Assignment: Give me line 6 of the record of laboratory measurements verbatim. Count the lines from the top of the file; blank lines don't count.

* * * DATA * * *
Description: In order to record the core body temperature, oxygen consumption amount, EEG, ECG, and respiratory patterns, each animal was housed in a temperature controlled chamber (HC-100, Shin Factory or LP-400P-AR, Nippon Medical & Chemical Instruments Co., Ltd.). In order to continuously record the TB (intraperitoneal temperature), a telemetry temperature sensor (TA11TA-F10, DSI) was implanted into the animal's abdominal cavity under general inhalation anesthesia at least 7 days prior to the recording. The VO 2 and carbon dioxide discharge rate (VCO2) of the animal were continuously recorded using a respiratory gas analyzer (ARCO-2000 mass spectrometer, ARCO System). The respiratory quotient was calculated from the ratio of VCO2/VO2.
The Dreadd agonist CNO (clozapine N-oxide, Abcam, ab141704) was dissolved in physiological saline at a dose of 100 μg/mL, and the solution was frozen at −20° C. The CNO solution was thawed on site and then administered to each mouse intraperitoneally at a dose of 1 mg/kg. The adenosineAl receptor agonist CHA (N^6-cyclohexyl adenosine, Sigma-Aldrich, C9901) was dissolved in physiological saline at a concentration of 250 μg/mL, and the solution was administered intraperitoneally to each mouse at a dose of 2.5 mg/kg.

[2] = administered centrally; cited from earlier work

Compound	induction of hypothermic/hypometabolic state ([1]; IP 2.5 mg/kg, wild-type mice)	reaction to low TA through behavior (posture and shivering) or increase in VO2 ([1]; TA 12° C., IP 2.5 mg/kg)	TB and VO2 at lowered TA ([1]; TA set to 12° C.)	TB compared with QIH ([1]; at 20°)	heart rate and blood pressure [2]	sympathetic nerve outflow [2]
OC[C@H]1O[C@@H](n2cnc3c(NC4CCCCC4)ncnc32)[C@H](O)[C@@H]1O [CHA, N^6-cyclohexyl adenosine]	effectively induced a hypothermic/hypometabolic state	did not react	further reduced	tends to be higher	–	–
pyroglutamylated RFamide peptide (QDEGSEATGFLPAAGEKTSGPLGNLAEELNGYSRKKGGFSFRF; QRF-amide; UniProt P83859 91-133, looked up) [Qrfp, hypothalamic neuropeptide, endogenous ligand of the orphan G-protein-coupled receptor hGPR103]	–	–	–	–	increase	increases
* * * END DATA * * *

pyroglutamylated RFamide peptide (QDEGSEATGFLPAAGEKTSGPLGNLAEELNGYSRKKGGFSFRF; QRF-amide; UniProt P83859 91-133, looked up) [Qrfp, hypothalamic neuropeptide, endogenous ligand of the orphan G-protein-coupled receptor hGPR103]	–	–	–	–	increase	increases